Git is participating in Round 15 of Outreachy, an internship program that gives people from under-represented groups the opportunity to work on Free and Open Source Software projects. You can find out more about the program, including eligibility, at its homepage.
This is the landing page for Git’s participation in Round 15 of Outreachy, which will run from December 2017 to March 2018. Applications must be received by October 23rd; the full schedule and application instructions are available at the Outreachy site.
If you’re considering applying for the internship, please look over the project list below, and get in touch with the community! Most communication happens via the mailing list, but you may also find people on IRC. Details for both can be found on our community page. You can email mentors directly if you want to discuss a potential project, but we encourage cc-ing the mailing list so that the community can benefit from the discussion.
Note that this is just a list of suggested projects; we are happy to hear proposals for new projects. If you would like to propose an idea, please make sure to solicit feedback from the mailing list and mentors.
Git frequently has to walk the graph of commits in order to show
log output, compute merge bases, find which tags contain which commits,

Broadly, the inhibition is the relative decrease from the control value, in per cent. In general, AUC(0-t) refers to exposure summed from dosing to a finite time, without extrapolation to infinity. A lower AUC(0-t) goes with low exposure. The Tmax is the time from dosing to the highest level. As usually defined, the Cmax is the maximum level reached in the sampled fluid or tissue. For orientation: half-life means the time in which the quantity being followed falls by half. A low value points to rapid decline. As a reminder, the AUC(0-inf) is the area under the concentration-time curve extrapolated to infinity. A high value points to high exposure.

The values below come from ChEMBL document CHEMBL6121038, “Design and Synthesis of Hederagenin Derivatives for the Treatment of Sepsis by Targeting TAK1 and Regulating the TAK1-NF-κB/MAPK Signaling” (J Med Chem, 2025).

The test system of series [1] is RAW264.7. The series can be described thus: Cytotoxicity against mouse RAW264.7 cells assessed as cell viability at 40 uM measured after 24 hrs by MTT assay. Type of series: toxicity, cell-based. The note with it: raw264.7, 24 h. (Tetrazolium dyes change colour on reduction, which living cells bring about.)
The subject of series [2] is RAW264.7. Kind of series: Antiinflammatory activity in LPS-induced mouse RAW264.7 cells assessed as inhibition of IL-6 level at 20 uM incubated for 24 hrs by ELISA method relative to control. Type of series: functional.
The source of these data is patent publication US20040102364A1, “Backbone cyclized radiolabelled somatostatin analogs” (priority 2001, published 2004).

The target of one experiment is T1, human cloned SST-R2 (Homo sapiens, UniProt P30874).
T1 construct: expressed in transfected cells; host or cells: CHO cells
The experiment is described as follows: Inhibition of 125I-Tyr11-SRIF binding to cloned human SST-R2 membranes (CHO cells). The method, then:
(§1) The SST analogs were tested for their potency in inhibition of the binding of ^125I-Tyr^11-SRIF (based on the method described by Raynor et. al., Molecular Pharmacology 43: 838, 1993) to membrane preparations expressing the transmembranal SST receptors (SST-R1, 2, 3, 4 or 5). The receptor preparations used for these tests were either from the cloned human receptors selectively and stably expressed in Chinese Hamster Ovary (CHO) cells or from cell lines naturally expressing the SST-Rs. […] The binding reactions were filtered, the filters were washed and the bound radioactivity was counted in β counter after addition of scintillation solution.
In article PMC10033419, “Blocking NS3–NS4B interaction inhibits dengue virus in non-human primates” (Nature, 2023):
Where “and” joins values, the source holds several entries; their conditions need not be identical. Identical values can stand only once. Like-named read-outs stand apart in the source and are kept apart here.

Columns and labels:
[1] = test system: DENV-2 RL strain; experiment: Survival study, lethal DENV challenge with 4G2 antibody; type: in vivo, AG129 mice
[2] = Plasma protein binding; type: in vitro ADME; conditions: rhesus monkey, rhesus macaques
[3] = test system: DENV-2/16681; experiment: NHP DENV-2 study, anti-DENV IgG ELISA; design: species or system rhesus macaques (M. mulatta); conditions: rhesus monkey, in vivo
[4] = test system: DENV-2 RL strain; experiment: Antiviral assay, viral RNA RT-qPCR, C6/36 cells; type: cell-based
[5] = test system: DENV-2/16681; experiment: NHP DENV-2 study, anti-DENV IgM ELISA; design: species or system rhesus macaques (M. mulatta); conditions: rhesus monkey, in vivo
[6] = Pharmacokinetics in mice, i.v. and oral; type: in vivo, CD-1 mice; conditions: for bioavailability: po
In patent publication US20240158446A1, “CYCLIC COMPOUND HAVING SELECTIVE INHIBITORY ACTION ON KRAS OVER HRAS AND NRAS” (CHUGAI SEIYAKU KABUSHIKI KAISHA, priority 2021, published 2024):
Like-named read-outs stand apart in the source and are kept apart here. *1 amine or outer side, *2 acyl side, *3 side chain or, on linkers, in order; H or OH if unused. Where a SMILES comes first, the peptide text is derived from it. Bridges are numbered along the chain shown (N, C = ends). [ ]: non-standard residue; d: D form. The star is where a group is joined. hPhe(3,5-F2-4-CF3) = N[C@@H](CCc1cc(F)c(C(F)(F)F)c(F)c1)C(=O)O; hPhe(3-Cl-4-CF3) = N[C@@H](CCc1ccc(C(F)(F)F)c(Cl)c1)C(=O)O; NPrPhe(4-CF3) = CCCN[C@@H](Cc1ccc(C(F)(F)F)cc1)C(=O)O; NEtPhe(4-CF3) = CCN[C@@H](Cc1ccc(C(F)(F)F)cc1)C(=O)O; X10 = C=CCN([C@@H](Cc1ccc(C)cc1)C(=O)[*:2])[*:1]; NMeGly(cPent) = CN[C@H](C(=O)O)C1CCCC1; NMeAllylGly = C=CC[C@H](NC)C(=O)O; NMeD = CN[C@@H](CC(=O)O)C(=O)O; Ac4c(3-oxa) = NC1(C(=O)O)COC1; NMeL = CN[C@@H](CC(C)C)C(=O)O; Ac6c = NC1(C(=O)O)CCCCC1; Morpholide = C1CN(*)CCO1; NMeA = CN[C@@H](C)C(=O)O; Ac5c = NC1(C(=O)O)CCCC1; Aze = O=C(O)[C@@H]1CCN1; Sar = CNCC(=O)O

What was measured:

and so on. It does so by inflating and parsing each commit object from
By caching the graph data in an efficient, pre-parsed form, we can speed up these traversals. Moreover, we can pre-compute properties of each commit (such as its generation number in the graph) to allow further optimizations.
Many Git commands take a
--format option to allow you to specify a
custom output format, but there are at least three distinct formats:
git logoutput of commits
git for-each-refoutput of refs (and commits they point to)
git cat-file --batch-checkoutput of arbitrary objects
It would be less confusing if these all accepted the same syntax, and where possible provided access to the same items.
Most people don’t start to work on open source with an ambitious three-month project. They work on small changes and get involved in the community by triaging incoming bug reports and requests, fixing bugs, and reviewing other people’s code.
Rather than a large code project, the mentor would work with the intern to:
Some of the current “small bits” that could be worked on are below. Note that because these are smaller, some of them may be completed by others by the time the internship period begins. They’re meant only as a representative sample:
git-configinterface improvements (
pack_release_memory(and possibly do away with it)
You may find more by searching for the “leftoverbits” tag in the mailing list archive.
git bisect --first-parent.
When your project is strictly “new features are merged into trunk, never the other way around”, it is handy to be able to first find a merge on the trunk that merged a topic to point fingers at when a bug appears, instead of having to drill down to the individual commit on the faulty side branch.
Searching the mailing list for “bisect --first-parent” might be helpful too.
In some cases,
git bisect may test too many merge bases, thus
slowing down the bisection (making it closer to linear than